Baltimore Mayor Martin O'Malley went to the Avenue Market on the city's west side yesterday to announce $360,000 in grants to help five city neighborhoods improve their business districts.
The "Main Streets" grant program, funded from a $1.5 million pool of city and state money, will be used to provide technical and administrative assistance, to fix building facades, clean storefronts and make other improvements, officials said.
The National Trust for Historic Preservation developed the program about 20 years ago as a way to help urban shopping districts. The approach has been used in 1,500 communities across the country.
In Baltimore, officials have identified 33 commercial districts that could benefit from the program. Yesterday's grant recipients were culled from a list of 14 neighborhoods that filed applications with the Department of Housing and Community Development.
Over the next five years, each of the five selected business districts will receive a total of $260,000. This year, each neighborhood had to raise $26,000 to add to the first-year grant of $72,000. The grant amount will diminish each year until 2004, when each neighborhood will receive $17,000.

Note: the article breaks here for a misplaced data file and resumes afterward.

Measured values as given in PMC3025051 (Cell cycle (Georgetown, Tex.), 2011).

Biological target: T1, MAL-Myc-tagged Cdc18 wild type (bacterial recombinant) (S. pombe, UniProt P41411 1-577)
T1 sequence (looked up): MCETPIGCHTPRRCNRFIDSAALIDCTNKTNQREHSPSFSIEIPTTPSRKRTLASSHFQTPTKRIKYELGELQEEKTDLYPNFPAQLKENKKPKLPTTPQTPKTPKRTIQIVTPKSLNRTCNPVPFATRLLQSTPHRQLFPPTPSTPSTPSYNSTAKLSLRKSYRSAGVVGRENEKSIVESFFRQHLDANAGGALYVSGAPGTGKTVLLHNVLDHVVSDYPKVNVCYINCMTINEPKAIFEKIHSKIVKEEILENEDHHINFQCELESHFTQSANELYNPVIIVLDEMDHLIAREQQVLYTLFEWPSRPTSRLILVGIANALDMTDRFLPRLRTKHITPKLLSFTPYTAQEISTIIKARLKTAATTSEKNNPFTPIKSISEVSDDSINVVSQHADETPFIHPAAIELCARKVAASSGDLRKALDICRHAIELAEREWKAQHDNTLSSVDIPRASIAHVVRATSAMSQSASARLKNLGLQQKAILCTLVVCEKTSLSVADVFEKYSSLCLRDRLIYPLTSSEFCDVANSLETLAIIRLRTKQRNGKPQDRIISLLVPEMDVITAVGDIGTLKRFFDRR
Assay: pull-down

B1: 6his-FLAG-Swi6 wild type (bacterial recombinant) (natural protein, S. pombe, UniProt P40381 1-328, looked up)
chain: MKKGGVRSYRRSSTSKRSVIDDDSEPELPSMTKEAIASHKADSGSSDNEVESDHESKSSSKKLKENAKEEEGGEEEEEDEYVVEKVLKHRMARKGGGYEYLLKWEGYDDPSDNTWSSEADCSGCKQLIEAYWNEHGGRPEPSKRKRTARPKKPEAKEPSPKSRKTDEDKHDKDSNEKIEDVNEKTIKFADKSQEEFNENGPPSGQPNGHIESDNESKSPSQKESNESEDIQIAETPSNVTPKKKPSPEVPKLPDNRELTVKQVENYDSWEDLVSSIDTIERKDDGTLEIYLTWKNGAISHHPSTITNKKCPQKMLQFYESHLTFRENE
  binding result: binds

Baltimore has contributed $1 million for the program, with $500,000 coming from the state. City officials hope foundations and corporations will provide additional funding.
The following neighborhoods received grants:
The Federal Hill business district on Light Street between East Montgomery and East Ostend streets.
The Pennsylvania Avenue business district between North Fulton Avenue and West Preston Street.
The Waverly business district on Greenmount Avenue between East 35th Street and Exeter Hall Avenue.
The Belair-Edison business district surrounding Belair Road between Seidel Avenue and Sinclair Lane.
The Hampden business district on West 36th Street between Keswick Avenue and Falls Road.